The RIBA is to redouble its efforts to boost women and under-represented groups in the profession following the AJ’s ground breaking women in architecture survey
At a meeting of the institute’s council in Newcastle last month, RIBA councillors unanimously backed a motion to step up action against discrimination in architectural workplaces.
The renewed efforts came a month after the AJ revealed nearly two-thirds of women in a survey suffered sexual discrimination in their career.
Tabled by council member Yasmin Shariff, the six-point plan called on the institute to consult the ARB, General Medical Council and Law Society on ways to boost opportunities for women in the profession.
The motion also demanded a status update on the number of women architects to be read at council meetings going forward.
Shariff said: ‘There is a big drop off of women after qualifying. You spend seven years in training which is quite tough [and the idea it] doesn’t equip you to organise child care is a rubbish excuse. The reason women leave architecture is because they get paid less and treated differently.’
‘I want a kick box attitude, not tick box. Now is the time to give women the support they need.’
The motion was passed with a single amendment by RIBA diversity champion and institute stalwart Jane Duncan who successfully proposed expanding the policy to include all under-represented groups.
Duncan said: ‘The reason the motion was put forward was the Women in Architecture survey by AJ. It was very well received by everyone.
Duncan – who became the institute’s diversity champion in February after six years at Portland Place – said her main priority in the role was to ‘reinvigorate’ all areas of the RIBA to ensure diversity was championed at all levels.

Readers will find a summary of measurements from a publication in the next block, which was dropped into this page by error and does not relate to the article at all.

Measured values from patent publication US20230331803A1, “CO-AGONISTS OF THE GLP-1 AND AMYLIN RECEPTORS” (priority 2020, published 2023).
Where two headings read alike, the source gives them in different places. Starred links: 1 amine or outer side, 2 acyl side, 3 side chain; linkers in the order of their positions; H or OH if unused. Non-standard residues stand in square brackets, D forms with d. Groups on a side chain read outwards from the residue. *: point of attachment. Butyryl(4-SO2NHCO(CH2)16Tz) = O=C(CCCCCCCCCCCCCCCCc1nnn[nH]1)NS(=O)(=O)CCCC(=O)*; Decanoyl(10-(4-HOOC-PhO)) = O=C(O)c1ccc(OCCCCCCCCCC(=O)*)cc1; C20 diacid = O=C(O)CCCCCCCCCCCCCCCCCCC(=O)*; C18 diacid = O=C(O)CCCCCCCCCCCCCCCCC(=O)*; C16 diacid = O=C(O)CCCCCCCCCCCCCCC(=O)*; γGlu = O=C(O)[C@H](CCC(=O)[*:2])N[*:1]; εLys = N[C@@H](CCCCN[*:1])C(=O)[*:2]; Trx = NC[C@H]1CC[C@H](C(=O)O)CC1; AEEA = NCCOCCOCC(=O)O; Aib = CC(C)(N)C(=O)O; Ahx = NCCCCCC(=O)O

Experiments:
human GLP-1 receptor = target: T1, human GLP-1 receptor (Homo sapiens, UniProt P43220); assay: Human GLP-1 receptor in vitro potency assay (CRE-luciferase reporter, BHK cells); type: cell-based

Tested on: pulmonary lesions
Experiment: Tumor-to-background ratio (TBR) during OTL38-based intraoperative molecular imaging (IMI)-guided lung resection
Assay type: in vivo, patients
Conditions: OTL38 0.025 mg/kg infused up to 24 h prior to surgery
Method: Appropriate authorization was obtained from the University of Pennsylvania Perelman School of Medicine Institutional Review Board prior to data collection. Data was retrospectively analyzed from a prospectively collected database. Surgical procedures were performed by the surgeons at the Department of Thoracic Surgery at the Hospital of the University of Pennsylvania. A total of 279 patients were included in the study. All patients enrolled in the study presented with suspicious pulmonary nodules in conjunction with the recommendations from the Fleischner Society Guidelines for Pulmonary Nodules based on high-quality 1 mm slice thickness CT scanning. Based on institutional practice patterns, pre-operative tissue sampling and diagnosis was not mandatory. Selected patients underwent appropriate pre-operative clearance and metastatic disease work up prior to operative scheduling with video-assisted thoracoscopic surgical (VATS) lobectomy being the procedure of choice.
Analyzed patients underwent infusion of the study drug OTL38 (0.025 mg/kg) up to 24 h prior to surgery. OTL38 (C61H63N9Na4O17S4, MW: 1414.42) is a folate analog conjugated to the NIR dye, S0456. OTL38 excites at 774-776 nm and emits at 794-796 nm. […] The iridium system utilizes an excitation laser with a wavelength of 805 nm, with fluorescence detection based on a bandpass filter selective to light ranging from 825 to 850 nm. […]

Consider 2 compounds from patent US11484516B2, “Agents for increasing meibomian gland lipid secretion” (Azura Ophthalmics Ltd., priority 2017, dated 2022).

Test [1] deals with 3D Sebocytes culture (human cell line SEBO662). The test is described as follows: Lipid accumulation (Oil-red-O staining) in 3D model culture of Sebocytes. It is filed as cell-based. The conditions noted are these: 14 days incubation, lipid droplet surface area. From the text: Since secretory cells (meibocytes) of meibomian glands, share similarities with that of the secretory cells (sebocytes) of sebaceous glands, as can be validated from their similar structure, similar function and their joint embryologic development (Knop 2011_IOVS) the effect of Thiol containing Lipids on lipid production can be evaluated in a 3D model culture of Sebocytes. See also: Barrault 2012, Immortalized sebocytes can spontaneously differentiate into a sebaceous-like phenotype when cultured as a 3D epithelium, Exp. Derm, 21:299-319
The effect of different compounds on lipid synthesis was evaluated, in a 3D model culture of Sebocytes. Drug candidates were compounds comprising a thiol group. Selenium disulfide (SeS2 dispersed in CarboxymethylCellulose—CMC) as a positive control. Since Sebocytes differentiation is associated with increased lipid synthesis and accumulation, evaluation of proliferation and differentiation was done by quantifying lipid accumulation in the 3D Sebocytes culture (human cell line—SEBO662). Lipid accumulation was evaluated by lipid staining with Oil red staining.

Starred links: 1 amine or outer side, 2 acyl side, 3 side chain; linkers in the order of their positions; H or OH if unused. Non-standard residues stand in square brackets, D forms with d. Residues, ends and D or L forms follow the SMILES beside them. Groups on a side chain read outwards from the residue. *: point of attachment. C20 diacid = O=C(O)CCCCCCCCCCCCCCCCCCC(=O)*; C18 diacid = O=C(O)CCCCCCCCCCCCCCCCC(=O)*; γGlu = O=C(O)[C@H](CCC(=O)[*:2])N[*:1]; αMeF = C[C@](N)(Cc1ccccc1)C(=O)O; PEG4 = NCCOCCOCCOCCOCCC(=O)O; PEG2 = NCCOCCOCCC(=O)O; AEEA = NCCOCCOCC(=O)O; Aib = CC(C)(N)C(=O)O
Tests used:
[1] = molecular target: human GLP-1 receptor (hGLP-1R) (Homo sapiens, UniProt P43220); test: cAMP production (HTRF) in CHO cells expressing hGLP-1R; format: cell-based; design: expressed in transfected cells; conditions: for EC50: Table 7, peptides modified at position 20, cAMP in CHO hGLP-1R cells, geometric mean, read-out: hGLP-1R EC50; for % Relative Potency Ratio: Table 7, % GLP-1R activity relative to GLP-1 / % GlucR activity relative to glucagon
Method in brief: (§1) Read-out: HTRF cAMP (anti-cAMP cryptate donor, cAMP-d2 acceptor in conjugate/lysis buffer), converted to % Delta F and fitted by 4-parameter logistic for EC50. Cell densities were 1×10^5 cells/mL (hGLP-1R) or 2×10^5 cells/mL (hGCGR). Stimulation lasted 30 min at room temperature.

She said: ‘RIBA has got to take that leadership role and you can’t take that leadership role until you are sure you are doing that right yourself.’
Duncan also said she was looking to investigate ‘best practice’ in diversity within the profession with a view to developing potential policies or assistance for architectural companies seeking to improve.
‘Role models have to be good employers,’ said Duncan, adding flexibility and open mindedness at the top of a practice is key to creating environments which welcome diversity.
Diversity isn’t charity, it is good for business
She added: ‘Diversity isn’t charity, it is good for business. Architects should be the leaders [in the construction industry]. Diversity begins at home. We are the creative home of the business so this should be the home.’
Asked how success would be measured, Duncan dismissed the need for targets: ‘We have got to get progress. Targets may not mean anything but it is the direction of travel which is important. What we are looking for is continuous progress.’
The Newcastle RIBA council meeting was chaired by president elect Stephen Hodder because president Angela Brady was unwell and unable to make the fixture.
Brady told the AJ she ‘absolutely’ supported the motion: ‘We’ve been battling away or diversity for twelve years. It’s got to be something every practice has got to take responsibility for. There’s no excuse for unfair treatment.’